When longtime friends jeweler Julienne Barth and vintage collector Scott Corey decided to team up last August and open a small storefront near downtown, it was to put a swinging door on the businesses they'd both basically been running from home offices/studios. The end result is a sweet little store with plenty of character and an immaculately curated collection of Southwestern apparel and jewelry. The storefront, and its by-appointment-only warehouse that Corey continues to operate, is frequented by those looking to costume Southwestern period pieces, including Manhattan and Longmire. (EM)

Best Place to Purchase a Smoothie and a Shovel

Modern General
637 Cerrillos Road, 930-5462

If Modern General were a song, it would be "I'm Too Sexy," but instead of this shirt or car or party, it would be too sexy for this shovel, wheelbarrow or household kitsch found in other function-over-fashion hardware stores. Or, for that matter, your squeezed-sometime-last-month smoothie. The shop looks like a Pinterest aficionado's dreamland, stocked with household sundries that pack a stylish punch in everything from gardening tools to cookbooks, pottery and cacti. Need a refreshment after all that dream-home planning? Sample from their all-day breakfast menu or freshly made smoothies. (EM)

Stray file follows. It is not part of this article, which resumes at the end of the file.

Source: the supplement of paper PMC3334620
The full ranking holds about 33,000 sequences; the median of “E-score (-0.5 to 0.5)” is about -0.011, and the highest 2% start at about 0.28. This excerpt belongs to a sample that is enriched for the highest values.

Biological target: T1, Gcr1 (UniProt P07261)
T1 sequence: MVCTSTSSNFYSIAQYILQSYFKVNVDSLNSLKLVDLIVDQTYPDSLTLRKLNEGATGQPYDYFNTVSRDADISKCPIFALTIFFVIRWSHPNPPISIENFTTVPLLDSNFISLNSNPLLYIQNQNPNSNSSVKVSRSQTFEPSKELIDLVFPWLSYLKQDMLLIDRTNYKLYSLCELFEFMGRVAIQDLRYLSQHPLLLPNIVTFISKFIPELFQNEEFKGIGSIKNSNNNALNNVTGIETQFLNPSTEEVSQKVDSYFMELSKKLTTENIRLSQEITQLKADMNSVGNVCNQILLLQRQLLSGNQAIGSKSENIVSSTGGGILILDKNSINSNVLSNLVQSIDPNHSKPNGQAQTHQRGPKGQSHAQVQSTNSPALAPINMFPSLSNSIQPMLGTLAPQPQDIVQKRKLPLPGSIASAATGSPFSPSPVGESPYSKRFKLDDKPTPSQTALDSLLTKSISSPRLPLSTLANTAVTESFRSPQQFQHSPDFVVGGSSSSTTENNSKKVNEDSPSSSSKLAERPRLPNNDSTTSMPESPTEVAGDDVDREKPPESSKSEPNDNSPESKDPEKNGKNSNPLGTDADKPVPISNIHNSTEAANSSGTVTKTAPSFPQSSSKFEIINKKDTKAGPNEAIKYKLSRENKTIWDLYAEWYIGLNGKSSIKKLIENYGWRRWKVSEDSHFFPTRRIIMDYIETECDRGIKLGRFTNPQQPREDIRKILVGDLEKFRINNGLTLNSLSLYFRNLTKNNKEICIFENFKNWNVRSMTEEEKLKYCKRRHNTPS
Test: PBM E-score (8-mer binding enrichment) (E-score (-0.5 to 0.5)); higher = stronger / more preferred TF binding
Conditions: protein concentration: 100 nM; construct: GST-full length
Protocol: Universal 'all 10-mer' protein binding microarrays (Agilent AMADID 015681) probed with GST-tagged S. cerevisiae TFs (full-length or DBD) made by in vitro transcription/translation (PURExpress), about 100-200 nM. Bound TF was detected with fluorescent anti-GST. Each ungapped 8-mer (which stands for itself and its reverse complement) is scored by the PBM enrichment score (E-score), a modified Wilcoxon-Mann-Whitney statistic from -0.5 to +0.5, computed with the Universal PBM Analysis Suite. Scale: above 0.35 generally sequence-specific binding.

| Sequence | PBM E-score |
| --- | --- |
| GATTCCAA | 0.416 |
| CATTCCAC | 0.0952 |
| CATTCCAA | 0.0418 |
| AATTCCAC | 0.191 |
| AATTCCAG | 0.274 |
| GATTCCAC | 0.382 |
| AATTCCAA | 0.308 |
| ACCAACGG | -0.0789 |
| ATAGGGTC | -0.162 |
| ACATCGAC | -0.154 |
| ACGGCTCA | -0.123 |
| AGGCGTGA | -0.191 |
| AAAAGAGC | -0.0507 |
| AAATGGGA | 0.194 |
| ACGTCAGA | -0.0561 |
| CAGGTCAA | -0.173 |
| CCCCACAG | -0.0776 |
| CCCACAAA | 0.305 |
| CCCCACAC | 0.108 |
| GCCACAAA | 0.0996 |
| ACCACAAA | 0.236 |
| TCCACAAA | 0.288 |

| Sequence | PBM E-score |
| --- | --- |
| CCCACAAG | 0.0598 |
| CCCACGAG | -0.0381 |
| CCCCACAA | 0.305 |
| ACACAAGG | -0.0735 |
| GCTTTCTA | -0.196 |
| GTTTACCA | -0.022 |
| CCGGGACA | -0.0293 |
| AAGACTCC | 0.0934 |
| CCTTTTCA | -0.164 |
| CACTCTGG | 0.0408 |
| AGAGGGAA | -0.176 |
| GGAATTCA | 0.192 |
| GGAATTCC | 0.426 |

Best construction store in which to keep it local

Empire Building Supply
1802 Cerrillos Road, 982-2646

One of the most harrowing retail experiences known to all humankind is the act of looking for help inside a big-box home improvement store. While there are many, many great people who staff our local DIY warehouses, the most delightful in my experience can be found at Empire Building Supply, which has been open since 1954. I suspect that too many Santa Feans think Empire only serves contractors and building professionals, but on dozens of occasions, I have been meticulously guided through my layman remodeling projects by their employees. I don't enter their doors worried that I might not know the difference between a carriage, lag and flange bolt (although it's helpful to do your research), because someone is always happy to walk me through what I need. Also, a great yard crew means you don't have to carry a thing (until you get it home). For this sense of empowerment, my somewhat sensitive homebuilder ego is infinitely grateful. (TEL)